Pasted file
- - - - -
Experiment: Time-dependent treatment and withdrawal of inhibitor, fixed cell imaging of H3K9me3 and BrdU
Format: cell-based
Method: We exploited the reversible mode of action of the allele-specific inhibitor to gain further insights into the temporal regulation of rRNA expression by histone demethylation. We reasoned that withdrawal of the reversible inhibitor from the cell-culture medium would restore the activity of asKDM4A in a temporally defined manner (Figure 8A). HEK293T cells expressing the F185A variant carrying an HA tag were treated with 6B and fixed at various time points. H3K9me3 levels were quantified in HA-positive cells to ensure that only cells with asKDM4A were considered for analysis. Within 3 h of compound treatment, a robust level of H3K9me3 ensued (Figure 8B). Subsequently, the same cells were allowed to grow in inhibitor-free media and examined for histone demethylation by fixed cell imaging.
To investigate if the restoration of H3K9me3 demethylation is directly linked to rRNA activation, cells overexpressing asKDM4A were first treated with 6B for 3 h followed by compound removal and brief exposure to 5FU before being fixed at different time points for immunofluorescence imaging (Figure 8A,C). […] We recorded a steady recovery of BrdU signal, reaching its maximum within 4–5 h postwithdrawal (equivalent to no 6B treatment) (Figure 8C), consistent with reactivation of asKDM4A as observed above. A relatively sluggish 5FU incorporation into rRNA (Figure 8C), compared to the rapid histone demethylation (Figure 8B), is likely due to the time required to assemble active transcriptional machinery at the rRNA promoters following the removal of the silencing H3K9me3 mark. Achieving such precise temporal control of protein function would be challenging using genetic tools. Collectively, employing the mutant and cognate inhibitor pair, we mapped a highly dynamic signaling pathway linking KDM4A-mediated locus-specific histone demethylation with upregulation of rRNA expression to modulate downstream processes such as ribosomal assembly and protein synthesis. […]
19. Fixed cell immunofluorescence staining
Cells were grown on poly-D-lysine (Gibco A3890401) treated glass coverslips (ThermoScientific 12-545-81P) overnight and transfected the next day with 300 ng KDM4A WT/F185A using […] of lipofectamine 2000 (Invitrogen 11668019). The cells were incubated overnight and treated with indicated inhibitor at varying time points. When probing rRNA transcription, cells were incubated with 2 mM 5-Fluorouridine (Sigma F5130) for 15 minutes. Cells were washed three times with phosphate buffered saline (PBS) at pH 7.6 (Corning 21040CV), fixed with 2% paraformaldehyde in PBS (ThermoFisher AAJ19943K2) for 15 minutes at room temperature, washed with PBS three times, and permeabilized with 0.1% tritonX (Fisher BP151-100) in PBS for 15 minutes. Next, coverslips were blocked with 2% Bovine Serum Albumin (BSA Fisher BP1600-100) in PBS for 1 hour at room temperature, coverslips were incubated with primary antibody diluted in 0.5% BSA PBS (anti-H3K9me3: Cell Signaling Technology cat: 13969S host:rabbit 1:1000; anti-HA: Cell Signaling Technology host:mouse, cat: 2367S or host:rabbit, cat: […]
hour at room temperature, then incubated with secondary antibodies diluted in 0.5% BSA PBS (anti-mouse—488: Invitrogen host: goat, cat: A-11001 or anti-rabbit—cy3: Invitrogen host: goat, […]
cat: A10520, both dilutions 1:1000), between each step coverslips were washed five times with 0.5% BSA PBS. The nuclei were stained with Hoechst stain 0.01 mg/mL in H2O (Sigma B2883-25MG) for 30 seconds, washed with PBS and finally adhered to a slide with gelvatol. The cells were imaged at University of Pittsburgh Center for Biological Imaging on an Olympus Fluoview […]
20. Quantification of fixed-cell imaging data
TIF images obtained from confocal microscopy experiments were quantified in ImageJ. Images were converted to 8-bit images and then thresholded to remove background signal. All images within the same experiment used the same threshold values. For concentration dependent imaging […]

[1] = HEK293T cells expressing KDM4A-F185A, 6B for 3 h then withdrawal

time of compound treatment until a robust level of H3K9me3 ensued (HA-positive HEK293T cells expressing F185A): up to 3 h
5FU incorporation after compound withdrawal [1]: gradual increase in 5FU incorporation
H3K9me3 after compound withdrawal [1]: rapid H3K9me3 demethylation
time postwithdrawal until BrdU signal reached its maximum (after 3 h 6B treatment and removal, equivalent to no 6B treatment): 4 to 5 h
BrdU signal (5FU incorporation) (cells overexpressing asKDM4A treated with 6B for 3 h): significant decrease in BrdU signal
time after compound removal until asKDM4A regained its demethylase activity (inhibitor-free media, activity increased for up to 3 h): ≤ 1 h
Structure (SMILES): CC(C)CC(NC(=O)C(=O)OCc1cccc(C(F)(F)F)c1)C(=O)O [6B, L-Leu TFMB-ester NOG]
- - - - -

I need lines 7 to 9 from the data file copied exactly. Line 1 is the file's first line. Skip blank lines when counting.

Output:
hour at room temperature, then incubated with secondary antibodies diluted in 0.5% BSA PBS (anti-mouse—488: Invitrogen host: goat, cat: A-11001 or anti-rabbit—cy3: Invitrogen host: goat, […]
cat: A10520, both dilutions 1:1000), between each step coverslips were washed five times with 0.5% BSA PBS. The nuclei were stained with Hoechst stain 0.01 mg/mL in H2O (Sigma B2883-25MG) for 30 seconds, washed with PBS and finally adhered to a slide with gelvatol. The cells were imaged at University of Pittsburgh Center for Biological Imaging on an Olympus Fluoview […]
20. Quantification of fixed-cell imaging data